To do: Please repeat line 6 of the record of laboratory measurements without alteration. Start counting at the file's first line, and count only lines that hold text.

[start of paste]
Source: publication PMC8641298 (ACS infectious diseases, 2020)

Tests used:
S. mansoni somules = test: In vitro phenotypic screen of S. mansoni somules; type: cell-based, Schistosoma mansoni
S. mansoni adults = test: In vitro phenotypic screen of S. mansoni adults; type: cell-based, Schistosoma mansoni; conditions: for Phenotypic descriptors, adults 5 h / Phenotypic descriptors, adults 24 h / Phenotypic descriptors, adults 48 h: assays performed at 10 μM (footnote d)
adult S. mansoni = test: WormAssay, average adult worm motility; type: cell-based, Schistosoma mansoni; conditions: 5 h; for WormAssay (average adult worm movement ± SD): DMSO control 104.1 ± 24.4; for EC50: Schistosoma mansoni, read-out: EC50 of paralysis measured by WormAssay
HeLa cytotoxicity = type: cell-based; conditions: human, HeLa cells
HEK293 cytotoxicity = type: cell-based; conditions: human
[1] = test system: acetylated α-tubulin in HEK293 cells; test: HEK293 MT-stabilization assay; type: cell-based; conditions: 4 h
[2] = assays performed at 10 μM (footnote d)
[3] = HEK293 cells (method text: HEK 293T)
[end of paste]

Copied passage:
HeLa cytotoxicity = type: cell-based; conditions: human, HeLa cells